Open Letter to Justice Renato C. Corona

Dear Justice Corona,

In a few hours from now, our country will again be thrust into a first – a situation where no other Filipino men and women have tread and dared to embark. It will be the time of affirmance; a time when the precarious De Castro v. JBC will finally come into reality.

Yet, the challenge now is not what De Castro v. JBC has become: practically carving out an unexpected exception to the seemingly absolute prohibition to the President (not to make any appointments two months before the end of her term),[1] by allowing her instead to appoint a Chief Justice given that any vacancies in the high court must be filled within ninety days.[2] While this has cultivated clashing legal opinions, we do not believe this to be the ultimate trouble. Rather, we think of it as a chance for the Filipino man to show that his driving motive will not be for personal gain, but for others and for the greater national ideals. Today will be the time that our future leaders, in all three branches of our great democracy, will strive to achieve positive change in the manner that will uphold our sacred Constitution.

At a time of great political and democratic change, constitutional prudence must be made by those who will be placed in the greatest powers of the land. We thus call on Your Honor, Justice Renato C. Corona, not to accept the appointment as Chief Justice of the Supreme Court. We call on the Honorable Justice to rise above the negative specter and accommodate the true meaning of the Constitution. The De Castro ruling only allowed appointments, but did not discount the possibility of deferring the exercise of such power. Indeed, the Constitution has been very clear. The case of In Re: Valenzuela, decided en banc, bespeaks that the ban on the appointments extends to the judiciary, and thus must prevail over the ninety-day filling-up requirement of vacancies. The treacherous implications of giving power to an outgoing President, who may or may not have underlying motives, as compared to an empty position which may be filled anyhow, are more dangerous than meets the eye.

As a dedicated member of the legal profession, we trust that you will decline to partake in what might be a constitutional betrayal. Your acceptance of the position will not only aggravate what is perceived to be a partiality of the Court to the outgoing administration, but will also cause a probable constitutional crisis.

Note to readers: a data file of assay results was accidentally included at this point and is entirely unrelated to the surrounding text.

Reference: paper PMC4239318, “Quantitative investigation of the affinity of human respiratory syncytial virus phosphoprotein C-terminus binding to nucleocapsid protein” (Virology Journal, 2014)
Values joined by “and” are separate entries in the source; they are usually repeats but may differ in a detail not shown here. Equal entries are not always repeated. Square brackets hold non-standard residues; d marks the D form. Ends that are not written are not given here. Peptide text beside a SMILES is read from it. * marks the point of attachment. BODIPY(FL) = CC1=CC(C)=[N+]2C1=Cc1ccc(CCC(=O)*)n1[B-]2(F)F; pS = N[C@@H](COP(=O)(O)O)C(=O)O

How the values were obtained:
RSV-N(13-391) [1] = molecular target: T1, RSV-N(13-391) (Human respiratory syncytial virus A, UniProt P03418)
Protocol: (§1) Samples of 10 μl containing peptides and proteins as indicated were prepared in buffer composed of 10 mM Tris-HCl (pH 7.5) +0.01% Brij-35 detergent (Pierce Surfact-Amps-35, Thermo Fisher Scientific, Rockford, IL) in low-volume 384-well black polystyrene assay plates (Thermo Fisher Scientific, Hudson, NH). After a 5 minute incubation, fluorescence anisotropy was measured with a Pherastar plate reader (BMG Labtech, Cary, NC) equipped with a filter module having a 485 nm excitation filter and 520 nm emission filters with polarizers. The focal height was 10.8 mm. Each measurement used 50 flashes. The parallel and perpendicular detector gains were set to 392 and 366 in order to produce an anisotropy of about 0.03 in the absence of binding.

Your Honor, every leader, in any of the three branches of government, will have the time to shape history. At the moment this happens, one will be asked to have the courage to act, and to act rightfully. The only question however is how they should do it ideally, without political color, as envisioned by the Constitution of the Philippine Republic. Our Constitution is the basis of our government’s organization. It is meant to be respected by all, including all leaders, who have the responsibility of preserving the faith of our people in our democratic institutions.

Your Honor, we call on you to rise above this situation; we call on you to uphold the Constitution; we call on you to protect the last bastion of democracy; we call on you to show us what it means to be a Filipino leader; we call on you to spare the people from any further divide that will prevent this country from moving forward towards the path of development and change, and we call on you not to accept the appointment. Let us make history – the time when leaders and constituents alike finally act for the unity and greater glory of the nation.

UP College of Law

[1] 1987 CONST. Art. VIII, Sec. 15: “Two months immediately before the next presidential elections and up to the end of his term, a President or Acting President shall not make appointments, except temporary appointments to executive positions when continued vacancies therein will prejudice public service or endanger public safety.”

[2] 1987 CONST. Art. VIII, Sec. 4(1): The Supreme Court shall be composed of a Chief Justice and fourteen Associate Justices. It may sit en banc or in its discretion, in division of three, five, or seven Members. Any vacancy shall be filled within ninety days from the occurrence thereof.

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